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Expedition by archaeologists from the Western Australian Museum reveals new Batavia burial site
One burial site containing the remains of an adolescent person was carefully excavated by the team. Photo: Dr Paul Bourke (iVEC@UWA).

PERTH.- Archaeologists from the Western Australian Museum and The University of Western Australia are back at Beacon Island examining archaeological sites related to one of WA’s most famous shipwrecks, the Batavia.

One burial site containing the remains of an adolescent person was carefully excavated by the team yesterday. Further investigations of other sites are continuing

“This is the first human burial to be found undisturbed through archaeological investigations, and represents a unique opportunity to reconstruct events surrounding this individual’s death and internment,” said Dr Daniel Franklin from The UWA Centre for Forensic Science.

WA Museum Head of Maritime Archaeology Jeremy Green said this information is important because it tell us about the life and times of the sailors on board Dutch East India Company ships.

“It is as much about knowing where the people came from, what their diet was, as well as how they died,” Mr Green said.

The Batavia wrecked on Morning Reef near Beacon Island in the Houtman Abrolhos in 1629.

Of about 341 people on board, most made it to nearby islands; 196 people died, most during a mutiny among the survivors, including women and children.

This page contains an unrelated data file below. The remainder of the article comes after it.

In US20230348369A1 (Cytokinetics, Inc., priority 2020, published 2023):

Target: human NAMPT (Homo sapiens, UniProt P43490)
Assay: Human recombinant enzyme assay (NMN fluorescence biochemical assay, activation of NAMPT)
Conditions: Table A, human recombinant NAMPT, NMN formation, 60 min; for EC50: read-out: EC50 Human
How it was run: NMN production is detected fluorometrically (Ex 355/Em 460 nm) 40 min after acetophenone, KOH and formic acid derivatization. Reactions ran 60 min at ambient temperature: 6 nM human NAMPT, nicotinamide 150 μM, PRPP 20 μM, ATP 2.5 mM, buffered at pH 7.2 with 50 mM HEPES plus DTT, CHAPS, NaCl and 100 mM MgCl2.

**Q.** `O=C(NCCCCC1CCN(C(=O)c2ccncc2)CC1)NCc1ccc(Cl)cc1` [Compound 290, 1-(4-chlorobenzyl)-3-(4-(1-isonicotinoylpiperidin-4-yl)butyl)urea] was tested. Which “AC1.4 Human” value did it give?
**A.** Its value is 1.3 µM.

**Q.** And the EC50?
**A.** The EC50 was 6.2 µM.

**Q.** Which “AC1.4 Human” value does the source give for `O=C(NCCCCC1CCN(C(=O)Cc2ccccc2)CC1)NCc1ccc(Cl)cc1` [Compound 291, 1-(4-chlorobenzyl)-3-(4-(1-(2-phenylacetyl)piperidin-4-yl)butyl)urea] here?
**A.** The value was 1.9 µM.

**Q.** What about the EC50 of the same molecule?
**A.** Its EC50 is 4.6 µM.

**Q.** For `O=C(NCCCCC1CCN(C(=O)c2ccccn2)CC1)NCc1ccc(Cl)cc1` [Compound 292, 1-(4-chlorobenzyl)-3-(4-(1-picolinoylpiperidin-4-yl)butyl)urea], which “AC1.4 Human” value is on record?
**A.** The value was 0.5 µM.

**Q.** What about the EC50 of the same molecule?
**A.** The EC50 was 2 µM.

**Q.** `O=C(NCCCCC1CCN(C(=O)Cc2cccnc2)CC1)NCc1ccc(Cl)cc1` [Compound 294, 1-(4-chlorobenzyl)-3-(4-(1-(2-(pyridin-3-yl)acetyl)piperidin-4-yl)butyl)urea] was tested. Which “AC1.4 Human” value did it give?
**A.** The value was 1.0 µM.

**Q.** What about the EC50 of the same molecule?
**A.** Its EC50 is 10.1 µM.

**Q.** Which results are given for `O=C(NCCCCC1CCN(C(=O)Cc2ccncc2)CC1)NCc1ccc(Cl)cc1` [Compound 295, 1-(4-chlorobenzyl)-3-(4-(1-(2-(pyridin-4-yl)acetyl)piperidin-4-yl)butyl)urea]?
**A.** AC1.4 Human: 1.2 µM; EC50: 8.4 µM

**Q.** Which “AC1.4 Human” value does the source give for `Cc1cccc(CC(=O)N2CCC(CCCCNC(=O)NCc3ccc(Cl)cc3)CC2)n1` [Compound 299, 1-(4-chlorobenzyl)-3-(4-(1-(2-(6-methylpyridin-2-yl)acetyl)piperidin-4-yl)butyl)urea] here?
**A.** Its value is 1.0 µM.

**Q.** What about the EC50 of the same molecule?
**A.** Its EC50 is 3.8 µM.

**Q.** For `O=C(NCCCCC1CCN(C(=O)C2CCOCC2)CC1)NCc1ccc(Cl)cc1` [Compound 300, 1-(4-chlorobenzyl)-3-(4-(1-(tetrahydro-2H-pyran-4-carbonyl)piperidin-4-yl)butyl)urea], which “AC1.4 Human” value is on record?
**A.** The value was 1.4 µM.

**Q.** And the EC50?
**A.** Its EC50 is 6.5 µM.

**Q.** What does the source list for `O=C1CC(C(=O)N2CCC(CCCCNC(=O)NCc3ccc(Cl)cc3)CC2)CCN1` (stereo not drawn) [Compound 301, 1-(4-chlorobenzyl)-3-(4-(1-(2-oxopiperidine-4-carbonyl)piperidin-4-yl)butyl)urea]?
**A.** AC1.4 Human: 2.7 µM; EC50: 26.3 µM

The wreck site was discovered in 1963 and since then, archaeological work on several of the islands has located historic material associated with the wreck, as well as human remains: a mass grave was found at Beacon Island in 1999, with excavation work taking place there in 2001.

Mr Green said there were at least two known burial sites to be studied as part of this expedition.

“Not only are those two sites of interest, but we suspect there are other graves yet to be investigated as well,” he said.

“The team of researchers is studying these areas for two weeks as part of the Australian Research Council funded project called Shipwrecks of the Roaring Forties: a maritime archaeological reassessment of some of Australia's earliest shipwrecks.”

The WA Museum has been studying grave sites on the island since 1994.

“We are also doing further archival research to find out more about the history of the loss of the Batavia,” Mr Green said.

The Shipwrecks of the Roaring Forties project is led by UWA archaeologist Professor Alistair Paterson, and involves state, national and international partners including the WA Museum, Prospero Productions, Curtin University and Department of Fisheries.

“We are testing new methods to improve our knowledge of archaeological sites using the technical expertise of remote sensing scientists from UWA led by Professors David Lumley and Jeff Shragge,” Professor Paterson said.

Part of the project includes the creation of a virtual reality website that will allow visitors to see Beacon Island as it has stood over time, including the years it was a base for local fishers who built shacks that were only recently demolished. The website is expected to be online later this year.

Mr Green and Professor Paterson will present a public lecture at the Western Australian Museum – Geraldton about Shipwrecks of the Roaring Forties from 7pm Monday 9 February 2015. Bookings via 9921 5080 are essential as places are limited.

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